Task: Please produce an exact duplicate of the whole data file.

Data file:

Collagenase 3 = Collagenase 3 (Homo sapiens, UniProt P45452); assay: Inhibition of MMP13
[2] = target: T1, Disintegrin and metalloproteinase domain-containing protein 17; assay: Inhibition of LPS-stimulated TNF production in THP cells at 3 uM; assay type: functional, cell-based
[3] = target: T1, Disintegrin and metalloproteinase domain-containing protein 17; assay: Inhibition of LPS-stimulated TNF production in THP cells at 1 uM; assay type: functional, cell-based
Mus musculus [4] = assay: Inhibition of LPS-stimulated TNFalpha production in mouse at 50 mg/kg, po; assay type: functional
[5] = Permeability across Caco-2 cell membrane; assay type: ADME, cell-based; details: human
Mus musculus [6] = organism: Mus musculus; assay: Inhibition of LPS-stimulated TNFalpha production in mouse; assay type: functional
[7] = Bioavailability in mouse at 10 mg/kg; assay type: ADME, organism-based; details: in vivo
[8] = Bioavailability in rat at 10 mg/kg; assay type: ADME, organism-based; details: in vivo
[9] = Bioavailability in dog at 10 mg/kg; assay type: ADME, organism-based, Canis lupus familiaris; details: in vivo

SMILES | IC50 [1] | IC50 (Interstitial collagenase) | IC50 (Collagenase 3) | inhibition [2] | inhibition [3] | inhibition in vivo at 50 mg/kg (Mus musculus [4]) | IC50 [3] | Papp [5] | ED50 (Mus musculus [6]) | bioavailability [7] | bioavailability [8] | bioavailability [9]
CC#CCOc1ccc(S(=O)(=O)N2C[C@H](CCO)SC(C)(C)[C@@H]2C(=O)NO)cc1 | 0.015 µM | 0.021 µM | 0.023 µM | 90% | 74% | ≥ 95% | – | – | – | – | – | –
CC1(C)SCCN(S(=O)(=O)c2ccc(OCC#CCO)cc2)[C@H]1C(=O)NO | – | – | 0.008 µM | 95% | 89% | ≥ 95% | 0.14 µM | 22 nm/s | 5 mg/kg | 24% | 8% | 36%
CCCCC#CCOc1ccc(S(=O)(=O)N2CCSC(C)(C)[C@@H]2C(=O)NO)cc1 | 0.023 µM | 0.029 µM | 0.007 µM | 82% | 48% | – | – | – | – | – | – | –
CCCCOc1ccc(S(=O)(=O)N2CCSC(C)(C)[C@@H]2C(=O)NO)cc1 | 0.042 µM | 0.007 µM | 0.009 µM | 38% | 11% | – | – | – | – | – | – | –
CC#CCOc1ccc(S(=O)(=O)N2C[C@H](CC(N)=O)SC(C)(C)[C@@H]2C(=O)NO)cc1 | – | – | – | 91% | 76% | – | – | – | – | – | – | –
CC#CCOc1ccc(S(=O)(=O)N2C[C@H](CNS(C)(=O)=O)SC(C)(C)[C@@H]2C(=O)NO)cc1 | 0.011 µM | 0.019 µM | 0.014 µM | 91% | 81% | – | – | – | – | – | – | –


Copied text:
Collagenase 3 = Collagenase 3 (Homo sapiens, UniProt P45452); assay: Inhibition of MMP13
[2] = target: T1, Disintegrin and metalloproteinase domain-containing protein 17; assay: Inhibition of LPS-stimulated TNF production in THP cells at 3 uM; assay type: functional, cell-based
[3] = target: T1, Disintegrin and metalloproteinase domain-containing protein 17; assay: Inhibition of LPS-stimulated TNF production in THP cells at 1 uM; assay type: functional, cell-based
Mus musculus [4] = assay: Inhibition of LPS-stimulated TNFalpha production in mouse at 50 mg/kg, po; assay type: functional
[5] = Permeability across Caco-2 cell membrane; assay type: ADME, cell-based; details: human
Mus musculus [6] = organism: Mus musculus; assay: Inhibition of LPS-stimulated TNFalpha production in mouse; assay type: functional
[7] = Bioavailability in mouse at 10 mg/kg; assay type: ADME, organism-based; details: in vivo
[8] = Bioavailability in rat at 10 mg/kg; assay type: ADME, organism-based; details: in vivo
[9] = Bioavailability in dog at 10 mg/kg; assay type: ADME, organism-based, Canis lupus familiaris; details: in vivo

SMILES | IC50 [1] | IC50 (Interstitial collagenase) | IC50 (Collagenase 3) | inhibition [2] | inhibition [3] | inhibition in vivo at 50 mg/kg (Mus musculus [4]) | IC50 [3] | Papp [5] | ED50 (Mus musculus [6]) | bioavailability [7] | bioavailability [8] | bioavailability [9]
CC#CCOc1ccc(S(=O)(=O)N2C[C@H](CCO)SC(C)(C)[C@@H]2C(=O)NO)cc1 | 0.015 µM | 0.021 µM | 0.023 µM | 90% | 74% | ≥ 95% | – | – | – | – | – | –
CC1(C)SCCN(S(=O)(=O)c2ccc(OCC#CCO)cc2)[C@H]1C(=O)NO | – | – | 0.008 µM | 95% | 89% | ≥ 95% | 0.14 µM | 22 nm/s | 5 mg/kg | 24% | 8% | 36%
CCCCC#CCOc1ccc(S(=O)(=O)N2CCSC(C)(C)[C@@H]2C(=O)NO)cc1 | 0.023 µM | 0.029 µM | 0.007 µM | 82% | 48% | – | – | – | – | – | – | –
CCCCOc1ccc(S(=O)(=O)N2CCSC(C)(C)[C@@H]2C(=O)NO)cc1 | 0.042 µM | 0.007 µM | 0.009 µM | 38% | 11% | – | – | – | – | – | – | –
CC#CCOc1ccc(S(=O)(=O)N2C[C@H](CC(N)=O)SC(C)(C)[C@@H]2C(=O)NO)cc1 | – | – | – | 91% | 76% | – | – | – | – | – | – | –
CC#CCOc1ccc(S(=O)(=O)N2C[C@H](CNS(C)(=O)=O)SC(C)(C)[C@@H]2C(=O)NO)cc1 | 0.011 µM | 0.019 µM | 0.014 µM | 91% | 81% | – | – | – | – | – | – | –